Defense Secretary Gotabaya Rajapaksa responded nastily to a question from The Sunday Leader, an editor says. (AFP/Ishara S.Kodikara)
Defense Secretary Gotabaya Rajapaksa responded nastily to a question from The Sunday Leader, an editor says. (AFP/Ishara S.Kodikara)

Sri Lankan editor needs backup after minister’s tirade

As far as Frederica Jansz is concerned, “The Sri Lankan media have been completely cowed into submission by this regime with the exception of The Sunday Leader. It is Mahinda Rajapaksa’s biggest success story next to winning the war.”

Jansz is the Leader‘s editor who, over the weekend, had the temerity to call up the president’s brother, Defense Secretary Gotabaya Rajapaksa, and ask him “to clarify and find out if he was aware that the management at SriLankan Airlines had taken a decision to change a wide bodied A340 scheduled to fly to Zurich on Friday July 13, to a smaller A330. The change was to be made so that a SriLankan Airline pilot, who is dating a niece of President Mahinda Rajapaksa, could personally fly the aircraft that would carry a ‘puppy dog’ for Defense Secretary Gotabaya Rajapaksa from  Zurich,” to quote the Leader‘s lead.

The question apparently did not go down well with the defense secretary. Jansz reported his lengthy, abusive response fully in the Leader, and you can read it at “Gota Goes Berserk.” Beware: It’s a verbatim account filled with the obscenities Jansz says the minister heaped on her. (CPJ emailed and called the defense ministry seeking Rajapaksa’s side of the story; the email went unanswered. On the phone, after I identified myself to someone and asked to speak to the minister, that someone hung up. Subsequent calls went unanswered).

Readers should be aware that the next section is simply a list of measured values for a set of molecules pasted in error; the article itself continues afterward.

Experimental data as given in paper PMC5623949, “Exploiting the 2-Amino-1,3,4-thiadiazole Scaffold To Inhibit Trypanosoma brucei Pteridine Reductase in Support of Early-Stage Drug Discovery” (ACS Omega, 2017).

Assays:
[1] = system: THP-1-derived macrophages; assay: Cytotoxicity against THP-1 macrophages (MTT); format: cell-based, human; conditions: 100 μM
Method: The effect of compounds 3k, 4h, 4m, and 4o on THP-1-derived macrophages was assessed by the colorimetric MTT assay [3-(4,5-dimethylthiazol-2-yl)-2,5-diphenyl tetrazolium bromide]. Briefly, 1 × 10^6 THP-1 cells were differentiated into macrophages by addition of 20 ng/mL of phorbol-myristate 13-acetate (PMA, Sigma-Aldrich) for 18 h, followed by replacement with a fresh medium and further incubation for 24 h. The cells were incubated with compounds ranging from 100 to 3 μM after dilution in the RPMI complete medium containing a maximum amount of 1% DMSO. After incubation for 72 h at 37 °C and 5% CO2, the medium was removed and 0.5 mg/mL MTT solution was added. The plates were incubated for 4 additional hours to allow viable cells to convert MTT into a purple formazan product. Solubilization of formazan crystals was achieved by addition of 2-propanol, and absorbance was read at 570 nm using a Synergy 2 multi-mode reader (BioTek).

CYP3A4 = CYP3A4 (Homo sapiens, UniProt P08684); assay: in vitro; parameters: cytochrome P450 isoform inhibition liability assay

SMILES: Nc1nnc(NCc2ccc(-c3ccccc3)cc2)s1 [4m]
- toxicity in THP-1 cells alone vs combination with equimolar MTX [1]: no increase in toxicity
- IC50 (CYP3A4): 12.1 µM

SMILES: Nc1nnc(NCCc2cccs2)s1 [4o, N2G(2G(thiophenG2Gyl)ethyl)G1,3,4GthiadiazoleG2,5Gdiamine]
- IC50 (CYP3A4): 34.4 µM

This is more than a juicy story of a government official behaving badly. It is a first-hand account of something that many Sri Lankan journalists speak of privately, but few make public out of fear of retribution. CPJ research shows that threats–some delivered over the phone, some by text, some by word of mouth, some by firebomb or claymore mine, others by gangs of thugs wielding pipes and clubs–are a fact of life for many Sri Lankan journalists.

CPJ first wrote about Gotabaya Rajapaksa in 2007 (see “Government moves to re-enact criminal defamation law“). In May 2009, he ordered a Channel Four team deported back to Britain. “Gotabaya Rajapaksa is the second most powerful man in Sri Lanka, next to the president. He enjoys complete immunity coupled with the trappings of power equivalent to holding executive office,” Jansz told CPJ.

In January of this year, Sonali Samarasinghe, the widow of slain Leader editor Lasantha Wickramatunga, mentioned him in her statement marking the third anniversary of her husband’s death, “Sri Lanka’s democratic institutions have metastasized into something dangerous“–a headline which, for me, captures succinctly the state of Sri Lanka. Samarasinghe suggested Gotabaya Rajapaksa is part of the larger problem behind the “murders, abductions and assaults [that] are not random acts or accidental killings. These are acts of violence that have become emblematic of the current leadership, the erosion of society, and the impunity with which the regime now operates.”

In that statement, Samarasinghe called on the international community “to urge Sri Lanka’s government to hold a proper independent investigation into Lasantha’s murder.” CPJ has repeated that call many times in the cases of many other threats, attacks, arsons, and beatings directed at journalists and media organizations. After years of denials and legal obstruction, we have come not to expect action from the Sri Lankan government, but we try to get external peers–diplomats and the United Nations, mainly–to engage the government in a way that brings some sort of relief to the media community.

Jansz inherited the Leader‘s editorial position after Wickramatunga was killed by eight men on four motorcycles during morning rush hour on a busy Colombo road a few hundred yards from a military checkpoint. Despite interminable hearings, no prosecution has ever been launched in the case.  (CPJ’s 2009 investigation of that murder can be found at “Failure to Investigate.”) In her email communication with CPJ Monday, Jansz said “I fully expect some repercussion following yesterday’s publication, but in what form remains to be seen.”

CPJ is in touch with several diplomatic missions in Colombo. They should step into this situation before it gets worse.